First Olympic Games
Eddy Alvarez started training in speedskating with the goal of joining the Olympic Games, but he couldn’t easily let go of baseball. So, he decided to chase both dreams and train for both skating and baseball, all while attending classes. It might sound like a ridiculous plan to many, but as Alvarez said, “passion trumps logic,” and so he gave it his all and eventually qualified for the Olympic Games in 2014, according to Team USA.
In the Sochi Winter Games in 2014, Eddy Alvarez was part of the USA Skating team and participated in four events. His team won the silver medal, losing to the Russians just by a fraction of a second in the 5,000-meter relay. It was a bittersweet moment for Eddy, as he made it to the Olympics, but losing by less than a second was hard to swallow. He recalled that time in an interview with the Miami Herald. “When you’re so close to winning, and you have to stand on the podium and listen to someone else’s anthem, it leaves just a little bit of that bittersweet feeling,” he said.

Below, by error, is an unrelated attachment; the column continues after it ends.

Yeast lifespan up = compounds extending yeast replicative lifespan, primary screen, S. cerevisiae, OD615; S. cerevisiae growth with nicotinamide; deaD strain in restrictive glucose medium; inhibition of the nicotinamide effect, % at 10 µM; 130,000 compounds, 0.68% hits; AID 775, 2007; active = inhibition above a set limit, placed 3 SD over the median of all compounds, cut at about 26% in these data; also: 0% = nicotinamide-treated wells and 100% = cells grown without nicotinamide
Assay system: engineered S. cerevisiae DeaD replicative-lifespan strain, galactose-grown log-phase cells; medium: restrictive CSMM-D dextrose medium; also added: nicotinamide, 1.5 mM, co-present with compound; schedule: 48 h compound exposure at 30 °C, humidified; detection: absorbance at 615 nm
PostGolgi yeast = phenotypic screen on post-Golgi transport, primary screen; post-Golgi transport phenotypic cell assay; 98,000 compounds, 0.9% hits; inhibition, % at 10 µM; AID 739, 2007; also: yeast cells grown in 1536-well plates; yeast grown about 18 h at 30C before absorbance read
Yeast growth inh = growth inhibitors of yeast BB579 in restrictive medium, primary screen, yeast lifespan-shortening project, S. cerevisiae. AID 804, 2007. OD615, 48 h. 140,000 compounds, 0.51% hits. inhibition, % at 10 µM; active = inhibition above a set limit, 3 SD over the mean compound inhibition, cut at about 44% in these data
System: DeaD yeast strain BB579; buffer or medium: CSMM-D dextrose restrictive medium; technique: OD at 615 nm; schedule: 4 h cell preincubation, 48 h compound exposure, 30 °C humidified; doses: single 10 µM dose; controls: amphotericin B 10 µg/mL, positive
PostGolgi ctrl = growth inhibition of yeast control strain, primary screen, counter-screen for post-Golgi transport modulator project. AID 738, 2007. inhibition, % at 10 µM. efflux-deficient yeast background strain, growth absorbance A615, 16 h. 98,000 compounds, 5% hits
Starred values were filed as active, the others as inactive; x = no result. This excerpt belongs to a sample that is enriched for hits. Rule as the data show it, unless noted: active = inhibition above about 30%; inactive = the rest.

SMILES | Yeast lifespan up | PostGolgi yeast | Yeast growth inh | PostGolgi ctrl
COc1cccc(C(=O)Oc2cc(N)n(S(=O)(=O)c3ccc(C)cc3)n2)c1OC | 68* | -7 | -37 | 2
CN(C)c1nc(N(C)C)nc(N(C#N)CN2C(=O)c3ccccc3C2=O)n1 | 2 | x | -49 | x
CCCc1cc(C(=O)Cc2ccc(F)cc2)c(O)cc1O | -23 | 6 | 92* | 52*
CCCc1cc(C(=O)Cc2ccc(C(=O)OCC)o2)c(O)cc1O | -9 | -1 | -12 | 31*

Competing in both Winter and Summer Olympics
Having made it to this year’s Olympics, Eddy Alvarez will be the 11th American to ever participate in both the Winter and Summer Olympic Games. This is a big feat because, in the history of the modern Olympic Games, there have only been 128 athletes from all over the world who have had the opportunity to do so, per Olympics. Furthermore, of those athletes, only five have won medals in both the Winter and Summer Games.
Alvarez will be the only member of the USA team to have prior experience in the Olympics. However, the team’s manager, Mike Scioscia, said that what Eddy brings to the team is his leadership skills and not his past experience as an Olympian in the Sochi Games. “His Olympic experience was with skates on, so I don’t know how much that translates to what we’re doing,” Scioscia said, per the Salt Lake Tribune. He also said that Eddy has a good understanding of the Games, which showed in the qualifiers. “In the qualifiers, there was no doubt about what he brought every day,” he said.
Eddy's close relationship with his parents